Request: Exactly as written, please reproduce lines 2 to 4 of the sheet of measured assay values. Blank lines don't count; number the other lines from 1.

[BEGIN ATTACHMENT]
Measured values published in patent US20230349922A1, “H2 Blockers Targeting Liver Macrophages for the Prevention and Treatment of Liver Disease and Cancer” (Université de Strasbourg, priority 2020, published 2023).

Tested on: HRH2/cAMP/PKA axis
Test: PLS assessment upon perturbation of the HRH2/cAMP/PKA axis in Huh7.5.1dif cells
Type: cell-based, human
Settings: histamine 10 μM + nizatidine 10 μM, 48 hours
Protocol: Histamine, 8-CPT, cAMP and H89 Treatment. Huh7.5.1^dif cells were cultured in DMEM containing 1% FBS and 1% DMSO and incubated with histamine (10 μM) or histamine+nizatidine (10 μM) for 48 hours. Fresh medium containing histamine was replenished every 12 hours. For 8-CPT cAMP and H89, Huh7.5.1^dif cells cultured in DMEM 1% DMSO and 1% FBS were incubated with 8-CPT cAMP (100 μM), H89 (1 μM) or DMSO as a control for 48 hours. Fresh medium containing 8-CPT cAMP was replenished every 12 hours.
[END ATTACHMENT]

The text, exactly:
Tested on: HRH2/cAMP/PKA axis
Test: PLS assessment upon perturbation of the HRH2/cAMP/PKA axis in Huh7.5.1dif cells
Type: cell-based, human